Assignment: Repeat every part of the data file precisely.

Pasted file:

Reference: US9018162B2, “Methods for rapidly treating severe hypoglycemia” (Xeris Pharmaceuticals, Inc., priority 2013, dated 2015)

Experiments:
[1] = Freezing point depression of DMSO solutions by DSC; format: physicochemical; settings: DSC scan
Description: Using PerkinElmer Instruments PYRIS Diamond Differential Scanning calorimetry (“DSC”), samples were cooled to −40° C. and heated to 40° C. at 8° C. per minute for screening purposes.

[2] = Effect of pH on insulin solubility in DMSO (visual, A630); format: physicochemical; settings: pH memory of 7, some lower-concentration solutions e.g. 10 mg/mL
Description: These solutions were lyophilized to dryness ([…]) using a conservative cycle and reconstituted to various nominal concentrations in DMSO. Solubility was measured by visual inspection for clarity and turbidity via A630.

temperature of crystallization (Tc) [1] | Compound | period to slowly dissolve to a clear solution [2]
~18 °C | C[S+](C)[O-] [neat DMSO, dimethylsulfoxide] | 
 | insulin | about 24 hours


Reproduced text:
Reference: US9018162B2, “Methods for rapidly treating severe hypoglycemia” (Xeris Pharmaceuticals, Inc., priority 2013, dated 2015)

Experiments:
[1] = Freezing point depression of DMSO solutions by DSC; format: physicochemical; settings: DSC scan
Description: Using PerkinElmer Instruments PYRIS Diamond Differential Scanning calorimetry (“DSC”), samples were cooled to −40° C. and heated to 40° C. at 8° C. per minute for screening purposes.

[2] = Effect of pH on insulin solubility in DMSO (visual, A630); format: physicochemical; settings: pH memory of 7, some lower-concentration solutions e.g. 10 mg/mL
Description: These solutions were lyophilized to dryness ([…]) using a conservative cycle and reconstituted to various nominal concentrations in DMSO. Solubility was measured by visual inspection for clarity and turbidity via A630.

temperature of crystallization (Tc) [1] | Compound | period to slowly dissolve to a clear solution [2]
~18 °C | C[S+](C)[O-] [neat DMSO, dimethylsulfoxide] | 
 | insulin | about 24 hours